While superior black players had open access to the major leagues, those of average or slightly above average skills often found their paths blocked. “The Negro player may have to be better qualified than a white player to win the same position,” argued Aaron Rosenblatt in 1967. “The undistinguished Negro player is less likely to play in the major leagues than the equally undistinguished white player.” Rosenblatt demonstrated that black major leaguers on the whole batted 20 points higher than whites. As batting averages dropped, so did the proportion of blacks. This trend continued into the 1980s. A 1982 study revealed that 70 percent of all black non-pitchers were everyday starters, indicating a substantial bias against blacks who filled utility or pinch-hitting roles. Statistics compiled in 1986 showed a strikingly similar pattern.
The subtle nature of this on-the-field discrimination obscured it from public controversy. The failure of baseball to provide jobs for blacks in managerial and front office positions, however, became an increasing embarrassment. In the early years of integration, baseball executives bypassed the substantial pool of experienced Negro Leaguers from consideration for managerial and coaching positions. A handful of blacks, including Sam Bankhead, Nate Moreland, Marvin Williams, and Chet Brewer managed independent, predominantly all-black teams in the minor leagues. The first generation of black major leaguers fared no better. “We bring dollars into club treasuries when we play,” exclaimed Larry Doby, “but when we stop playing, our dollars stop.” No major league organization hired a black pilot at any level until 1961 when the Pittsburgh Pirates placed Gene Baker at the helm of their Batavia franchise. By the mid-1960s no blacks had managed in the majors and only two had held full-time major league coaching positions. The first black umpire did not appear in the majors until 1966, when Emmett Ashford appeared in the American League.
In the final years of his life, Jackie Robinson made repeated pleas for baseball to eliminate these lingering vestiges of Jim Crow. “I’d like to live to see a black manager,” he stated before a national television audience at the 1972 World Series. Nine days later he died, his dream unfulfilled. In 1975, the Cleveland Indians hired Frank Robinson to be the first black major league manager. This precedent, however, opened few new doors. Robinson lasted two-and-a-half seasons with the Indians, later managed the San Francisco Giants for four years, and in 1988 was made manager of the Baltimore Orioles. Maury Wills and Larry Doby each had brief half-season stints as managers. After four decades of integration, only these three men had received major league managerial opportunities.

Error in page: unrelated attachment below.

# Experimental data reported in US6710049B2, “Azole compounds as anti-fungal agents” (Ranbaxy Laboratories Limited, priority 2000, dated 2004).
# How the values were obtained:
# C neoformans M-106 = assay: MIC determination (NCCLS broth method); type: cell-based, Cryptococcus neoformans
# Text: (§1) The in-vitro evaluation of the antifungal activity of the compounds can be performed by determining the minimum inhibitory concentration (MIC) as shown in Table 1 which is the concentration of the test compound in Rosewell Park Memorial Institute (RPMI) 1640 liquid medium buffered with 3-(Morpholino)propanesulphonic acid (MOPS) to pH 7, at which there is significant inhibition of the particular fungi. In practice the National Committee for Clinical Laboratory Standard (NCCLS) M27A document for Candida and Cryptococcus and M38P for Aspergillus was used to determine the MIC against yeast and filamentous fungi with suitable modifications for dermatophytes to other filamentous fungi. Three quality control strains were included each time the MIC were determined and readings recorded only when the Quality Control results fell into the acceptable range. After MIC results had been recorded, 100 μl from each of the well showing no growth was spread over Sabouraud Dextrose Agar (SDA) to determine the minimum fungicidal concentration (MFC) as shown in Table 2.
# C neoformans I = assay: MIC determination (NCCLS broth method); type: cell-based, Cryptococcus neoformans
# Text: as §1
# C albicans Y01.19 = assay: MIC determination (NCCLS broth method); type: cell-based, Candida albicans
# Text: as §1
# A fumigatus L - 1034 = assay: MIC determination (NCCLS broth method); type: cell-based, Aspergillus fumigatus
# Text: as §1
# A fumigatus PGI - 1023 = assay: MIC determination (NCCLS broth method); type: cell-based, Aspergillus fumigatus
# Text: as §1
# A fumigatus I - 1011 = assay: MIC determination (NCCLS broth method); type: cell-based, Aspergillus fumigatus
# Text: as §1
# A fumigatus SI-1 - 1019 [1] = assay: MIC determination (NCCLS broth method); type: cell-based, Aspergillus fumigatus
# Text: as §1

A similar situation existed in major league front offices. Only one black man, Bill Lucas of the Atlanta Braves, had served as a general manager. As late as 1982, a survey of 24 clubs (the Yankees and Red Sox refused to provide information) found that of 913 available white-collar baseball jobs, blacks held just 32 positions. Among 568 full-time major league scouts, only 15 were black. While many teams hired former players as announcers, few employed blacks in these roles. Five years later, conditions had not improved. Of the top 879 administrative positions in baseball only 17 were filled by blacks and 15 by Hispanics. Four teams in California–the Dodgers, Giants, Athletics, and Angels–accounted for almost two-thirds of the minority hiring. Ten out of 14 American League teams, and five of 12 National League franchises had no blacks in management positions.
These shortcomings came to haunt baseball in 1987. Commissioner Peter Ueberroth had dedicated the season to the commemoration of the fortieth anniversary of Jackie Robinson’s major league debut. As the celebration began, Los Angeles Dodger general manager Al Campanis, who had played with Robinson at Montreal, appeared on ABC-TV’s Nightline. When asked about the dearth of black managers, Campanis explained that blacks “may not have some of the necessities to be, let’s say, a field manager or general manager.”
Campanis’ statement, which surely reflected the thinking of many baseball executives, evoked a storm of protest, and precipitated his resignation. An embarrassed Ueberroth pledged to take action to bring more blacks into leadership positions and hired University of California sociologist Harry Edwards to facilitate the process. Fifty blacks and Latins with past or present connections to baseball created their own Minority Baseball Network to apprise blacks of employment opportunities and to lobby clubs to recruit more minorities for front office jobs.
When the controversy of 1987 had subsided, few franchises had taken significant steps to increase minority hiring. Several clubs added blacks to administrative positions, but none offered field or general manager positions to nonwhite candidates. In 1988 Frank Robinson received his third chance to manage in the major leagues, this time with the Baltimore Orioles. At midseason 1989 Cito Gaston assumed the reins of the Toronto Blue Jays. When the squads managed by Robinson and Gaston had their initial confrontation, it marked, after 40 years of integration, the first time that two teams managed by black men had competed in a major league game. Fittingly, on the final weekend of the season, the Orioles and Blue Jays met face-to-face in a series to decide the championship of the American League Eastern Division. The spectacle offered a resounding rebuke to the shortsightedness and persistent discrimination that continues to plague the national pastime.